Summer temperatures in Europe are rising year by year, with unprecedented hot spells causing serious health and economic issues across the continent. This July cities and residents used to milder heat in the summer are struggling to battle record high temperatures that have climbed above 40 degrees Celsius in several countries, including the UK.
What Causes the Scorching Heat?
Experts say that a subtropical high-pressure system called the Azores High has expanded, contributing to this summer’s unparallaled heatwave, with Britain recording its highest ever temperatures at over 40 Celsius on 19 July and France its second highest this past Monday. Although a few moderate cold fronts have managed to decrease the blistering heat somewhat during the past week, but the relief did not last long and by the end of the week southern winds have taken over, delivering hot air from North Africa and the Sahara. Scientists across the globe now tend to agree that it is largely human-induced global warming that is making heatwaves more intense and more likely. So it is no exaggeration to say that the extreme heatwaves we are experiencing today are essentially caused by the fossil fuels burned in the last decades.
The extreme heatwaves we are experiencing today are essentially caused by the fossil fuels burned in the last decades
Effects of the Lasting Heat
With July days being rather long, and nights short, continuous and long-term sunshine builds up higher temperatures. The air has no time to cool down, which means that in many countries, including Hungary, temperatures do not drop to under 20 Celsius even at night. Unusually warm nights affect sleep, often causing sleep deprivation, the long-term effects of which can be devastating for the human body. Lack of a good night’s sleep also impacts concentration, with the number of road and other types of accidents steeply rising in these circumstances.
Temperatures not dropping at night are only one of the dangerous consequences of heatwaves. The lasting highs may cause heatstrokes and dehydration, particularly affecting young children and elderly people. Dr Agostinho Sousa, of The UK Health Security Agency has said that it is important to find shade where possible when UV rays are the strongest, between 11 a. m. and 3 p. m., and most importantly people should focus on keeping themselves hydrated. Measures taken against the heatwave include closing curtains and blinds to keep flats cool, avoiding physical exertion, and carrying water when travelling. Heatwaves currently are the deadliest extreme conditions in Europe. Only in the UK, 2500 people died because of hot days in 2020, and that year in fact saw heatwaves that were less hot and less frequent than what we are experiencing in 2022.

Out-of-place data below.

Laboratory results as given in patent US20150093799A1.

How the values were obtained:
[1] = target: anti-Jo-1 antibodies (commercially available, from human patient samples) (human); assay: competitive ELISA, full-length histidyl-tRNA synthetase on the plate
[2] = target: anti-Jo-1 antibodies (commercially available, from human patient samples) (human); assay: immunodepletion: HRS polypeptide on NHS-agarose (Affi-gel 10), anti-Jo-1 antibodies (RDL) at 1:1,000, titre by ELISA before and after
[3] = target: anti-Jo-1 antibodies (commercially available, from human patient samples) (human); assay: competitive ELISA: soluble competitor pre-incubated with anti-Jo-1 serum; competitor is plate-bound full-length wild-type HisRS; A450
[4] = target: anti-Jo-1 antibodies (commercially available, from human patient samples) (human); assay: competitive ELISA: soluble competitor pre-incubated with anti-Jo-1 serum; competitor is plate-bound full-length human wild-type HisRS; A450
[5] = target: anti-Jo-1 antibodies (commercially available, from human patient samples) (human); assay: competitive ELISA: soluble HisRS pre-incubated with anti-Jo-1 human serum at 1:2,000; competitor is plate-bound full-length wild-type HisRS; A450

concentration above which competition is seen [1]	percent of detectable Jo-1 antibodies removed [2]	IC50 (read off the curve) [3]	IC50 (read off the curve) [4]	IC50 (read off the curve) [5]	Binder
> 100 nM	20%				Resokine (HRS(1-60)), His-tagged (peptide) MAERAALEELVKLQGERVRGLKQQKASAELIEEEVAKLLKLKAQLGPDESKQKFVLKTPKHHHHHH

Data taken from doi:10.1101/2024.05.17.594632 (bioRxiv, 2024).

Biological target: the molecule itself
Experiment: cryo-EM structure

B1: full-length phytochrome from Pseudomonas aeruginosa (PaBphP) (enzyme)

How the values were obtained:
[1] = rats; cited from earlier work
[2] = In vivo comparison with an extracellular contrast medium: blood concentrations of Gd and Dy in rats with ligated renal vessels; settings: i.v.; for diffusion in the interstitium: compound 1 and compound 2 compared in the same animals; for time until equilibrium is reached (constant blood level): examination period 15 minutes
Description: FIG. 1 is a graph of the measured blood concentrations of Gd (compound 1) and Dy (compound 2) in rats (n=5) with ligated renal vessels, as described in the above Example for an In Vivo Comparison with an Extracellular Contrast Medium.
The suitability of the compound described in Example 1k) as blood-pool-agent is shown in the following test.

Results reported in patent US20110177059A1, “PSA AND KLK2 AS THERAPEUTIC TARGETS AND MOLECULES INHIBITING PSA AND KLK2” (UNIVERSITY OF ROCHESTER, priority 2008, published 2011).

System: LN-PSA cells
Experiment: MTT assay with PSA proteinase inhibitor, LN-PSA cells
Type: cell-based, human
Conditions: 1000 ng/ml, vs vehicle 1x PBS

Heatwaves also have a significant effect on mental health, said Dr Laurence Wainwright, of the University of Oxford. According to Dr. Wainwright, that ‘Roughly speaking, for every 1C increase in monthly average temperature, suicide rates increase by 1-2 per cent’.
Will it Get Better?
The short answer would be no, it will not. At least not until the climate crisis is averted. This heatwave is a harsh reminder of the accelerating impacts of global warming. Some scientists expect that London will feel like Barcelona by 2050. It also seems rather likely that in 2022, many European countries will experience scorching temperatures over 40 Celsius, and it is only expected to keep rising in the coming years. Human activity is adding more greenhouse gases to the atmosphere every year and the heat-trapping effect of this will only level off when the world reaches net zero emissions.
Combating the Heat in Hungary
Not exempt from the European heat, Hungary has experienced one of its hottest weeks ever. Temperatures in Budapest rose to over 37 Celsius, while in other parts of the country they climbed even higher. A red alert was declared in Hungary on Thursday, in effect until Monday, with waterworks in the country calling for water conservation in many municipalities. The government has encouraged city residents with no air-conditioning in their homes to seek relief in shopping centres. At major public transport and train stations free bottled water is being handed out, and in many public spaces outdoor cooling gates have been set up.
Nuclear energy is one of the safest and most environmentally-friendly sources that a country can use
These measures, however, are only temporary and do not provide a lasting solution. Last week, former president of Hungary János Áder, well-known for his commitment to environmental protection, invited an expert on nuclear energy to his Blue Planet podcast. The expert, Zsolt Hárfás explained that in his opinion, nuclear energy is one of the safest and most environmentally-friendly sources that a country can use. Nuclear energy can therefore play a major role in Hungary meeting its commitments as a signatory of the Paris Agreement, a legally binding treaty on climate change, according to which the countries that signed it are to become carbon neutral by 2050.
If Hungary is to reach net-zero emissions by 2050, it needs to expand nuclear and other sustainable energy supplies in the country, Mr. Áder and Mr. Hárfás agreed. According to Mr. Hárfás, all countries should strive to reach a healthy mix between sustainable and nuclear sources, otherwise they will almost almost certainly fail to achieve the ambitious carbon neutrality goal.
What Comes Next?
What we can expect is that summers will continue to get hotter in the future, and the only way to mitigate that is to tackle the crisis of global warming, which in turn is only doable by achieving net-zero emissions. While many countries have pledged that they would reach that goal by 2050, the road leading there is long, with many obstacles ahead. We may need to brace ourselves for what is coming – this might be the coolest summer of the rest of our lives.